When New Orleans Baptist Theological Seminary Chancellor Chuck Kelley announced his “Different Voices Initiative” in 2018, a top priority involved encouraging students from different ethnic and cultural backgrounds as well as women to pursue a calling to academia.
A May 6 workshop, “Faculty Hiring 101,” marked a key step toward that goal, offering practical tips for those sensing a call to teach in a Baptist institution.
About 25 students from a variety of ethnic backgrounds including African American, Asian and Hispanic attended the event. About a third of the attendees were women, more than half of whom were white.
The group included students at all stages of study in the master’s and doctoral programs at NOBTS. Most were either master’s students considering doctoral work or students in the early stages of doctoral study.
Presenters discussed the preparation for academia, the doctrinal expectations of Southern Baptist schools and institutional fit as well as practical matters like developing an academic resume.
Informal conversations like these take place between professors and students on a daily basis. Some of the NOBTS academic divisions host doctoral recruitment events which cover some of the same ground. However, Kelley created the intentional workshop with the idea of increasing the number of minority Ph.D. students, since raising up more minority graduates is the first step toward increasing the pool of qualified minority applicants for future faculty openings at institutions across the SBC.
In addition to Kelley, other keynote presenters included Rick Brewer, president of Louisiana College, and Ken Weathersby, vice president for convention advancement at the SBC Executive Committee. Weathersby, who was the first African American to serve on the NOBTS faculty before joining the EC staff, offered a unique perspective of a “trailblazer” in faculty diversity. Norris Grubbs, provost at NOBTS, and Sandy Vandercook, associate dean of Leavell College, also led sessions during the four-hour workshop.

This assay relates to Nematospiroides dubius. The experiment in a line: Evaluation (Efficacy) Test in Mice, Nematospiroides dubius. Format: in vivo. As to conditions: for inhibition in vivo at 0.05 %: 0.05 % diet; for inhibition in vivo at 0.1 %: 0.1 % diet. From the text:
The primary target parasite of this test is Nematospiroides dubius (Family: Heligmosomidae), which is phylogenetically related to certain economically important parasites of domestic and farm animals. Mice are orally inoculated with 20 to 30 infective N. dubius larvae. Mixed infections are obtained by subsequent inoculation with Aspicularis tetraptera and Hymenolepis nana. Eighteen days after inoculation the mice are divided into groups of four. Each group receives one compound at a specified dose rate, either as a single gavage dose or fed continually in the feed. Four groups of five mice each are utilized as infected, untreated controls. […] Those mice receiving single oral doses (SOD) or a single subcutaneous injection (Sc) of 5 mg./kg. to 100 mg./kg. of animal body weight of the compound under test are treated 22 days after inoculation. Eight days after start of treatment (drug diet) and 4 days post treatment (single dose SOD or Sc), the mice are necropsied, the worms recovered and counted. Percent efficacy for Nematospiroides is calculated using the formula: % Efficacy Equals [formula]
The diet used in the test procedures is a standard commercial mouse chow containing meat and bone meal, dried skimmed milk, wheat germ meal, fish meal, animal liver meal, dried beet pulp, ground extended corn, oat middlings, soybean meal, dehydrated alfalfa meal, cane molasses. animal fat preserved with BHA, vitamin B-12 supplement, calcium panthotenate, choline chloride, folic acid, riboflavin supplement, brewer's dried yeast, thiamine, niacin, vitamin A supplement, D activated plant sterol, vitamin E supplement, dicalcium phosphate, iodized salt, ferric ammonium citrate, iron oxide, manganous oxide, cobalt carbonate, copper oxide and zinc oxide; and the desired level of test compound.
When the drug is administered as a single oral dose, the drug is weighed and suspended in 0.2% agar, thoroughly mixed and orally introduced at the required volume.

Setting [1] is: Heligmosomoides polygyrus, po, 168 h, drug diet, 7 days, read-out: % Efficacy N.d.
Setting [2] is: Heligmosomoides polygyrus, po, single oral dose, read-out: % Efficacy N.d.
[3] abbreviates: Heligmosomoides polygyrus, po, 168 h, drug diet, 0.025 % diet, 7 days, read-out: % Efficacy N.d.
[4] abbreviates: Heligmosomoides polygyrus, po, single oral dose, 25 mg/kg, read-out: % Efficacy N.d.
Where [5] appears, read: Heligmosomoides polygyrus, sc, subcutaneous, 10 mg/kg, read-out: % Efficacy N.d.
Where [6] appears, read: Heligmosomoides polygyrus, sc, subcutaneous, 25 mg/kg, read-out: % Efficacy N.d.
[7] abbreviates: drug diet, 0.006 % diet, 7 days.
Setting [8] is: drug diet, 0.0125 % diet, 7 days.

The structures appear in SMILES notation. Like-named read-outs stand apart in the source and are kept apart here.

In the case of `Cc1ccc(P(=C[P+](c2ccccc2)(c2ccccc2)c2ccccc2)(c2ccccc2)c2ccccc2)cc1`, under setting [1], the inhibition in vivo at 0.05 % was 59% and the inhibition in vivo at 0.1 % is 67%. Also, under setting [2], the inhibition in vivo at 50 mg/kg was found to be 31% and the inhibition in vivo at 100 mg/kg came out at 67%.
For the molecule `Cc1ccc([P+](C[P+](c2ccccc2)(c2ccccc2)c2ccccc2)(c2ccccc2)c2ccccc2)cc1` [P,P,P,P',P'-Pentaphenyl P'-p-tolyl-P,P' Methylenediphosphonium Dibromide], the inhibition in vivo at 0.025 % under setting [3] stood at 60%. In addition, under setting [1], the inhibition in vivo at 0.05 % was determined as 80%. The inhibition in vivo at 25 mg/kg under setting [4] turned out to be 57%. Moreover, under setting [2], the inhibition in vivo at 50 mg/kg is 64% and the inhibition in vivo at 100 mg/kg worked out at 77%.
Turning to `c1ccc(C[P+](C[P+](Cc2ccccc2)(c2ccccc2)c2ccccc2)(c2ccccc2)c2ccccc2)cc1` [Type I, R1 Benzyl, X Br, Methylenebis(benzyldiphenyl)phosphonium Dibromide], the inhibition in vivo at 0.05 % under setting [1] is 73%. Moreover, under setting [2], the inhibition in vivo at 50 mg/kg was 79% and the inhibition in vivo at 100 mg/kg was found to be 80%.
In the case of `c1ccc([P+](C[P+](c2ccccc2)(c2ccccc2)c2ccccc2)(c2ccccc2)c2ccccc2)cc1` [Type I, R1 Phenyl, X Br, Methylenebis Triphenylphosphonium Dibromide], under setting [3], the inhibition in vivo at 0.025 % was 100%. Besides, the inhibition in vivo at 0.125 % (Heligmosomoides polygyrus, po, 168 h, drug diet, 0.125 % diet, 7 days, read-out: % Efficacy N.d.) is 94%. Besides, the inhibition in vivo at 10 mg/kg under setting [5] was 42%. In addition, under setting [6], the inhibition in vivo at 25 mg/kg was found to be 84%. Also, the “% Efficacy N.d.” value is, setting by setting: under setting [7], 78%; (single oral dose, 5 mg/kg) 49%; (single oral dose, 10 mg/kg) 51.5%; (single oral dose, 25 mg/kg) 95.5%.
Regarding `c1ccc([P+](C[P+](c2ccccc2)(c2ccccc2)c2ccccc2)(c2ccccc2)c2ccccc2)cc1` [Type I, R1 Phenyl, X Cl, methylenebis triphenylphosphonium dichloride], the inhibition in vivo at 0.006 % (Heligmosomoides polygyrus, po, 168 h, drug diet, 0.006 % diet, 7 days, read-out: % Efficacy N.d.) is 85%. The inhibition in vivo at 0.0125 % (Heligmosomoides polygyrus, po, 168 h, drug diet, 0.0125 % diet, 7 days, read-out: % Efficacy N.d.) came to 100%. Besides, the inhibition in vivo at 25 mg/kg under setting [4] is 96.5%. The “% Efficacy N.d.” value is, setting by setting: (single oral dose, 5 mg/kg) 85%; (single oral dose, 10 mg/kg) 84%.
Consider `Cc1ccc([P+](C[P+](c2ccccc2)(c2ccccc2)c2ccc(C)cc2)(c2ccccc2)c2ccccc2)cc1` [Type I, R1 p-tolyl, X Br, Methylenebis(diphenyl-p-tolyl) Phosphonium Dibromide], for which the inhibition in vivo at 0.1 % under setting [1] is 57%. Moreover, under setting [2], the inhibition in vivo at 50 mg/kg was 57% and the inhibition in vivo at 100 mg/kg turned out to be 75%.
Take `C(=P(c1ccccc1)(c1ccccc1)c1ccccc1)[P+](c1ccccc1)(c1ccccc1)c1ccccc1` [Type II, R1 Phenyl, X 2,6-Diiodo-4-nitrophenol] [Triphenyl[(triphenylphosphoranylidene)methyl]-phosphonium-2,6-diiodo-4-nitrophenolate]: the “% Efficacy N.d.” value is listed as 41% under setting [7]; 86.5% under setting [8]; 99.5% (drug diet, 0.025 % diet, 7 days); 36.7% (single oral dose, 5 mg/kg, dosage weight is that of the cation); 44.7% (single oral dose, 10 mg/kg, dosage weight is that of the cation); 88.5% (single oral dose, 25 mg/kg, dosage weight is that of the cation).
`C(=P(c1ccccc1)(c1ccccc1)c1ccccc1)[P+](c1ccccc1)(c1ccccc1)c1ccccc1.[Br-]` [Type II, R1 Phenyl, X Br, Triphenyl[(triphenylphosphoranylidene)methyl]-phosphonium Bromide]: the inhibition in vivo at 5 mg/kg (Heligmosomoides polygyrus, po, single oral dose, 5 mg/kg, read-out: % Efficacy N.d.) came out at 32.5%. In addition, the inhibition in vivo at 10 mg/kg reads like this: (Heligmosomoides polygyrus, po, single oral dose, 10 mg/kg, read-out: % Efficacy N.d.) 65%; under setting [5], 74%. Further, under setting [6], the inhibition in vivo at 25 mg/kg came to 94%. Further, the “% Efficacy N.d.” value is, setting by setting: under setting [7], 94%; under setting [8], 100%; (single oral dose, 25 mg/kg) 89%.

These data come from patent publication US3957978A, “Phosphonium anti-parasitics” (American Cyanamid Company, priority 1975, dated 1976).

Kelley began the workshop by acknowledging the failures of the Southern Baptist Convention and New Orleans Seminary in the treatment of minorities. He said both the convention and the seminary made sinful decisions on race early on.
“The Southern Baptist Convention got off to a horrible start. In part, it was created as a defense of slavery,” Kelley said. “Could there be a more horrible moral and ethical decision?”
At its founding, NOBTS excluded black students. Later, the seminary rescinded that decision and began accepting African Americans in the 1950s.
“As I look across the whole landscape of the Southern Baptist Convention and Baptist institutions, it is a very different day,” Kelley said.
Brewer offered the perspective of Baptist liberal arts colleges where many future seminary professors hone their teaching skills. During his time at Louisiana College, Brewer said he had worked to bring diversity to the school’s leadership and faculty.
“I want to see that grow,” Brewer said. “That’s our student population, that’s the world in which our students are going to serve and that’s who we are as Southern Baptists.
Click here to read more.
Source: Baptist Press